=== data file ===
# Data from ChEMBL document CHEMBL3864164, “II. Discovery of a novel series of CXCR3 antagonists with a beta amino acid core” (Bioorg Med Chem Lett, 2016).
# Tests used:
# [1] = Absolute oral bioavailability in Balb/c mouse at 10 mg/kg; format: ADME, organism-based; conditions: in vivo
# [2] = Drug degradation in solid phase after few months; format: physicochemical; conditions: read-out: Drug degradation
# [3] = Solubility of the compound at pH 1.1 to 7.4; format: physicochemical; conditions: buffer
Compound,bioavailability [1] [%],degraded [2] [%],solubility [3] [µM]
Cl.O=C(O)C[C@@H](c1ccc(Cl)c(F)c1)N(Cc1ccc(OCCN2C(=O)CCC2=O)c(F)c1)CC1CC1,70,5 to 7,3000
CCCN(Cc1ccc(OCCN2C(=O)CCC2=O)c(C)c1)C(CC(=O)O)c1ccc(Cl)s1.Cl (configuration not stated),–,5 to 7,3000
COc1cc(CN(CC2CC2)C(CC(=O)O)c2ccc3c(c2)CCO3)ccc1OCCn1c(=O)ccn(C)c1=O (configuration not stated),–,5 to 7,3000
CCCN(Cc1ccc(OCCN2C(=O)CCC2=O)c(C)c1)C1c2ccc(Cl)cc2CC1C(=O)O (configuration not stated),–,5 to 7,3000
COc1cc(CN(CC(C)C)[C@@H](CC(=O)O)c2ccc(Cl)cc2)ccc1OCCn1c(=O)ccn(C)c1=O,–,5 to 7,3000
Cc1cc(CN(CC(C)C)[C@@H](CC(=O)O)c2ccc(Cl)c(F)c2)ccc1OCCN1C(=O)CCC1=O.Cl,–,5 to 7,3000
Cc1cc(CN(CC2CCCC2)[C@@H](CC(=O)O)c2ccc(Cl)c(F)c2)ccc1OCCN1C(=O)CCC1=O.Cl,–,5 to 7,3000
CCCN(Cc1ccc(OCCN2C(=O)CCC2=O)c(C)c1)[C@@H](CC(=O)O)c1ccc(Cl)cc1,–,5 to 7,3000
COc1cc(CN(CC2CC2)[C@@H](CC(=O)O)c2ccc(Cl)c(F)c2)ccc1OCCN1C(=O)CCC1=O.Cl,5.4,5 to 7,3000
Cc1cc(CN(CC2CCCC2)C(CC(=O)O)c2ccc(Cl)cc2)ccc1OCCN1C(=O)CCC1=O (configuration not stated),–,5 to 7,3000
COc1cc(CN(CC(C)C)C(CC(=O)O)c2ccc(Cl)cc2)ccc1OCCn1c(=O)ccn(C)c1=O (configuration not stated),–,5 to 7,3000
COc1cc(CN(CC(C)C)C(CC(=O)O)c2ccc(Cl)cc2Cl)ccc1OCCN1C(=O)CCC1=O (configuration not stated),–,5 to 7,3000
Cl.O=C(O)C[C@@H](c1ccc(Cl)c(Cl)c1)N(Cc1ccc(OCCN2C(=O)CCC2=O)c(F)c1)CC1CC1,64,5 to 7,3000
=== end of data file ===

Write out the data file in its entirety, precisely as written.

# Data from ChEMBL document CHEMBL3864164, “II. Discovery of a novel series of CXCR3 antagonists with a beta amino acid core” (Bioorg Med Chem Lett, 2016).
# Tests used:
# [1] = Absolute oral bioavailability in Balb/c mouse at 10 mg/kg; format: ADME, organism-based; conditions: in vivo
# [2] = Drug degradation in solid phase after few months; format: physicochemical; conditions: read-out: Drug degradation
# [3] = Solubility of the compound at pH 1.1 to 7.4; format: physicochemical; conditions: buffer
Compound,bioavailability [1] [%],degraded [2] [%],solubility [3] [µM]
Cl.O=C(O)C[C@@H](c1ccc(Cl)c(F)c1)N(Cc1ccc(OCCN2C(=O)CCC2=O)c(F)c1)CC1CC1,70,5 to 7,3000
CCCN(Cc1ccc(OCCN2C(=O)CCC2=O)c(C)c1)C(CC(=O)O)c1ccc(Cl)s1.Cl (configuration not stated),–,5 to 7,3000
COc1cc(CN(CC2CC2)C(CC(=O)O)c2ccc3c(c2)CCO3)ccc1OCCn1c(=O)ccn(C)c1=O (configuration not stated),–,5 to 7,3000
CCCN(Cc1ccc(OCCN2C(=O)CCC2=O)c(C)c1)C1c2ccc(Cl)cc2CC1C(=O)O (configuration not stated),–,5 to 7,3000
COc1cc(CN(CC(C)C)[C@@H](CC(=O)O)c2ccc(Cl)cc2)ccc1OCCn1c(=O)ccn(C)c1=O,–,5 to 7,3000
Cc1cc(CN(CC(C)C)[C@@H](CC(=O)O)c2ccc(Cl)c(F)c2)ccc1OCCN1C(=O)CCC1=O.Cl,–,5 to 7,3000
Cc1cc(CN(CC2CCCC2)[C@@H](CC(=O)O)c2ccc(Cl)c(F)c2)ccc1OCCN1C(=O)CCC1=O.Cl,–,5 to 7,3000
CCCN(Cc1ccc(OCCN2C(=O)CCC2=O)c(C)c1)[C@@H](CC(=O)O)c1ccc(Cl)cc1,–,5 to 7,3000
COc1cc(CN(CC2CC2)[C@@H](CC(=O)O)c2ccc(Cl)c(F)c2)ccc1OCCN1C(=O)CCC1=O.Cl,5.4,5 to 7,3000
Cc1cc(CN(CC2CCCC2)C(CC(=O)O)c2ccc(Cl)cc2)ccc1OCCN1C(=O)CCC1=O (configuration not stated),–,5 to 7,3000
COc1cc(CN(CC(C)C)C(CC(=O)O)c2ccc(Cl)cc2)ccc1OCCn1c(=O)ccn(C)c1=O (configuration not stated),–,5 to 7,3000
COc1cc(CN(CC(C)C)C(CC(=O)O)c2ccc(Cl)cc2Cl)ccc1OCCN1C(=O)CCC1=O (configuration not stated),–,5 to 7,3000
Cl.O=C(O)C[C@@H](c1ccc(Cl)c(Cl)c1)N(Cc1ccc(OCCN2C(=O)CCC2=O)c(F)c1)CC1CC1,64,5 to 7,3000